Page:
The U.S. Court of Appeals for the District of Columbia Circuit recently held that a bank has standing to challenge the constitutionality of the federal Consumer Financial Protection Bureau and the recess appointment of its director, reversing the district court and remanding.
However, the Court also held that the plaintiff bank lacked standing to challenge the constitutionality of the federal Financial Stability Oversight Council and the government’s authority to liquidate “too big to fail” financial companies, affirming the district court’s judgment on those claims.
A copy of the opinion is available at: Link to Opinion.
The plaintiff bank joined by a group of states filed suit in the U.S. District Court for the District of Columbia, challenging the constitutionality of the following parts of the Dodd-Frank Wall Street Reform and Consumer Protection Act (Dodd-Frank Act):
the Dodd-Frank Act’s creation of the Consumer Financial Protection Bureau, arguing that an independent agency like the CFPB cannot be headed by one person and Congress’ broad delegation of authority to the CFPB violates the “non-delegation doctrine;”
President Obama’s recess appointment of the CFPB’s director, because it occurred during a Senate recess of insufficient length;
the Dodd-Frank Act’s creation of the Financial Stability Oversight Council and its authority to designate certain financial companies as “too big to fail,” arguing that this violates the non-delegation and separation of powers doctrines because the FSOC has unfettered power to decide which companies should face additional regulation; and
the Dodd-Frank Act’s grant to the Treasury, Federal Reserve and FDIC of the authority to liquidate failing financial companies that pose a significant risk to the financial stability of the U.S. economy, arguing that because the liquidation authority includes the power to alter the priority of creditors, it violates the Constitution’s Bankruptcy Clause, which guarantees uniform bankruptcy laws, as well as the non-delegation and due process doctrines.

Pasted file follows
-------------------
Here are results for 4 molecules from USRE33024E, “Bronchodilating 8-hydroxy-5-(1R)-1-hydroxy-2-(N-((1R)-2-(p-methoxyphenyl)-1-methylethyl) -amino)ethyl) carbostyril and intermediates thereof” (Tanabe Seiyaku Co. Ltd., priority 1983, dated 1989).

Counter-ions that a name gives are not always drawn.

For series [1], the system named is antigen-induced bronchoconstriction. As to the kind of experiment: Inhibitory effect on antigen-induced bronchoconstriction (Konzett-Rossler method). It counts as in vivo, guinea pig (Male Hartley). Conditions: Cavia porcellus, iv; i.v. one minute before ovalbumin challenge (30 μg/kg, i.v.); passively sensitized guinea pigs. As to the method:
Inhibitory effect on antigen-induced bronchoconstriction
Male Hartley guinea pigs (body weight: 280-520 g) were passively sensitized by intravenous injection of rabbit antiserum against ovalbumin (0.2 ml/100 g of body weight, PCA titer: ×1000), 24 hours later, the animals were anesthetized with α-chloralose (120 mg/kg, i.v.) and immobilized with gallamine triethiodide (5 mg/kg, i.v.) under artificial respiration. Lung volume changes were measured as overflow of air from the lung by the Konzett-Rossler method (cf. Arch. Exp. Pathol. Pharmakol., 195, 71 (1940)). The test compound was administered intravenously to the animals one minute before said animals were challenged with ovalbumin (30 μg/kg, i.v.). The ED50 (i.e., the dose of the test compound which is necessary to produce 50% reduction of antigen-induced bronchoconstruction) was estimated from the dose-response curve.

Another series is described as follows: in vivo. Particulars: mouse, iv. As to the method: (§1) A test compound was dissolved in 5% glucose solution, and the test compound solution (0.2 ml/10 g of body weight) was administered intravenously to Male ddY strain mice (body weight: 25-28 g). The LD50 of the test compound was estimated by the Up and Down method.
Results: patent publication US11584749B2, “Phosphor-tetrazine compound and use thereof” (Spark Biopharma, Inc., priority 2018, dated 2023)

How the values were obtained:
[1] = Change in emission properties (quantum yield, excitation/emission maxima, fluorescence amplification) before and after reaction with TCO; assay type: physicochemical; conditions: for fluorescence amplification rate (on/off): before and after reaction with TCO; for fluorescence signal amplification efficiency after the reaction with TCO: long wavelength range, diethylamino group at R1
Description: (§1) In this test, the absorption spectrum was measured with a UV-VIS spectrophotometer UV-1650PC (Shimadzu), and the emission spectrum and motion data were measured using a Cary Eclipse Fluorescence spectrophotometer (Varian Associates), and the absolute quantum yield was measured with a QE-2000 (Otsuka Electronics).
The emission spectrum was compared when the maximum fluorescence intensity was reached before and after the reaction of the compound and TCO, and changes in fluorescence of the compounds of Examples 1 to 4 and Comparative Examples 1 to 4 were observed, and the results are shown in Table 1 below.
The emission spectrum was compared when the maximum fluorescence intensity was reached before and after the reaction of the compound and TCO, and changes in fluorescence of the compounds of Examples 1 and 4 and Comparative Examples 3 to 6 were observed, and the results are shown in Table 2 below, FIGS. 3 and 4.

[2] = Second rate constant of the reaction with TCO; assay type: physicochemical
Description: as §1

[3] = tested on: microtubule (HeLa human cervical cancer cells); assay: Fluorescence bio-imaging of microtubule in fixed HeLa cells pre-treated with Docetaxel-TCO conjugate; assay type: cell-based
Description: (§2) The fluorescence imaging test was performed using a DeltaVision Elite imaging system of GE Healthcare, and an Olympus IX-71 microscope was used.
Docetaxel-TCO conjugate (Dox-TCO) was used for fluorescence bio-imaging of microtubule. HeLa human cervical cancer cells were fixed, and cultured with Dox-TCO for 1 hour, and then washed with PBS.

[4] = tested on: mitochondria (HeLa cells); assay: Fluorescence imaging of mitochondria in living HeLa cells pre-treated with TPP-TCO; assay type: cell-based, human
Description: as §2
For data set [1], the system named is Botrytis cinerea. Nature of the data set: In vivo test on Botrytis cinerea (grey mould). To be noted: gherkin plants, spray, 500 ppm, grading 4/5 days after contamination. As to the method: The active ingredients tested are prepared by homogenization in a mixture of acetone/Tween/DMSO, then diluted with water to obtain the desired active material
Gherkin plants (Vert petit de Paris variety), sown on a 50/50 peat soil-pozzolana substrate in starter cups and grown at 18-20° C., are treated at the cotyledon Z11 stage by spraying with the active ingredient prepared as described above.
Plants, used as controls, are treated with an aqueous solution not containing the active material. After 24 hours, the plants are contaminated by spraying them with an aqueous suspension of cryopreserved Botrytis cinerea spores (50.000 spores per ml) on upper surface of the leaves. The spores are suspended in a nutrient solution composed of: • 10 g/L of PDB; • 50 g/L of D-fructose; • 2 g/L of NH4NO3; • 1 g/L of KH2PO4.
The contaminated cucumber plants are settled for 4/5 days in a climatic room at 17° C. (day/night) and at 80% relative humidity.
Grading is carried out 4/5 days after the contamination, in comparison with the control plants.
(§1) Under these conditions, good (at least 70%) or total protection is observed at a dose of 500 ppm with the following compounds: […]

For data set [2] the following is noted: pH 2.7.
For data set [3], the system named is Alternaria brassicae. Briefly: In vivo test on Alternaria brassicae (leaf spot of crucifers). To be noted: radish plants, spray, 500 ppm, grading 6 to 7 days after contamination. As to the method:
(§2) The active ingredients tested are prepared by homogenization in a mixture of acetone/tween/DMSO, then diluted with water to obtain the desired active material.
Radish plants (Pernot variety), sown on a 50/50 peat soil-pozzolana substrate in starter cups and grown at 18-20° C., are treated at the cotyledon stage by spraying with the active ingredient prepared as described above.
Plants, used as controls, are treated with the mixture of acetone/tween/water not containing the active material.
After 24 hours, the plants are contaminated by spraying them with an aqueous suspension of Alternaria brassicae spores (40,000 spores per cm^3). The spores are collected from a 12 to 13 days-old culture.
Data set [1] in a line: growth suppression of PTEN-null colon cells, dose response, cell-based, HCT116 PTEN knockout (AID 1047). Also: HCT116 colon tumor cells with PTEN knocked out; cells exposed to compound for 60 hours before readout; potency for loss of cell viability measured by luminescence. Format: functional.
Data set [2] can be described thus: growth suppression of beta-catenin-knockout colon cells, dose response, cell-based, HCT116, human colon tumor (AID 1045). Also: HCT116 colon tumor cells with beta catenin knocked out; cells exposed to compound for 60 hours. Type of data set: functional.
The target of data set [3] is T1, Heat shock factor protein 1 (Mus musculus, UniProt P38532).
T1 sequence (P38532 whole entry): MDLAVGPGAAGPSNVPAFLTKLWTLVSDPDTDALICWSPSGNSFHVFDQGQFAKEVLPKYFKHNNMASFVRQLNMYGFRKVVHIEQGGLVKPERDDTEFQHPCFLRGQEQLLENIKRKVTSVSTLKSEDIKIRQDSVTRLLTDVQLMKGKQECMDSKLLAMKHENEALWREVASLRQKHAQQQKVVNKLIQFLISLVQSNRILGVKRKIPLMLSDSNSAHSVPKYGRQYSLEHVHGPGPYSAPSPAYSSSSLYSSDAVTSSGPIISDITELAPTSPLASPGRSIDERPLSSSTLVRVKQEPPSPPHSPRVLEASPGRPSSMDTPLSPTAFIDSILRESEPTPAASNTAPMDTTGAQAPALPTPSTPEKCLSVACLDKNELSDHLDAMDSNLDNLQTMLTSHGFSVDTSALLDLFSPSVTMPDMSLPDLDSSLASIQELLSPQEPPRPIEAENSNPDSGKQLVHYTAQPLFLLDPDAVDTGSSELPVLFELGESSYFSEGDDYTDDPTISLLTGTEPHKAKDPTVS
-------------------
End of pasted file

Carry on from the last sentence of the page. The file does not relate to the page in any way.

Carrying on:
The DC Circuit first considered whether the bank had standing to challenge the constitutionality of the CFPB, and, if so, whether the claim was ripe now or would only be ripe later when an enforcement action was filed against the bank.
The standing question focused on whether the bank “had suffered an injury in fact caused by the [CFPB] and redressable by the Court.” Because the Supreme Court has noted that “there is ordinarily little question” that a regulated entity has standing to challenge an allegedly illegal statute or rule, the DC Circuit had no difficulty concluding that the bank had standing to challenge the CFPB’s constitutionality.
Turning to the question of when the bank could sue or “ripeness,” the DC Circuit also had little difficulty concluding that, based on Supreme Court precedent, the bank did not have to violate the law in order to challenge the law or, in this case, the authority of the regulating agency itself.
Because the parties had not briefed the merits of the constitutionality of the CFPB, the DC Circuit reversed and remanded to the district court to consider the merits of that claim.
The DC Circuit also concluded, for the same reasons that the bank could challenge the constitutionality of the CFPB, it also had standing to challenge President Obama’s recess appointment of the CFPB’s director, and that the challenge was ripe. The district court’s ruling on this issue was reversed and the case remanded for consideration of the merits in light of the Supreme Court’s 2014 decision in NLRB v. Noel Canning.
The Court specifically instructed the district court to consider the “significance of Director Cordray’s later Senate confirmation and his subsequent ratification of actions he had taken while serving under a recess appointment.”
However, the DC Circuit rejected the bank’s challenge to the Financial Stability Oversight Council. The Court held that the bank lacked standing because it was not on the “too big to fail” list and, although its main competitor in Texas was, the doctrine of competitor standing, which allows in limited instances a plaintiff to challenge the government’s under-regulation of the plaintiff’s competitor, did not apply because in the case at bar, the competitor was under a heavier, not lighter, regulatory burden as the result of the Dodd-Frank Act, and any harm to the plaintiff bank was “simply too attenuated and speculative to show the causation necessary to support standing.”
Accordingly, the district court’s judgment that the bank lacked standing to challenge the Financial Stability Oversight Council was affirmed.
The DC Circuit then turned to the state plaintiffs’ challenge to the Dodd-Frank Act’s “orderly liquidation authority,” concluding that the states lacked standing and their claims were also not ripe because: (a) the state plaintiffs would be affected only if a financial company in which they invested is liquidated or reorganized by the government and then only if the government treated them differently than other similarly situated creditors; and (b) “[i]t is premature for a court to consider the legality of how the Government might wield the orderly liquidation authority in a potential future proceeding.”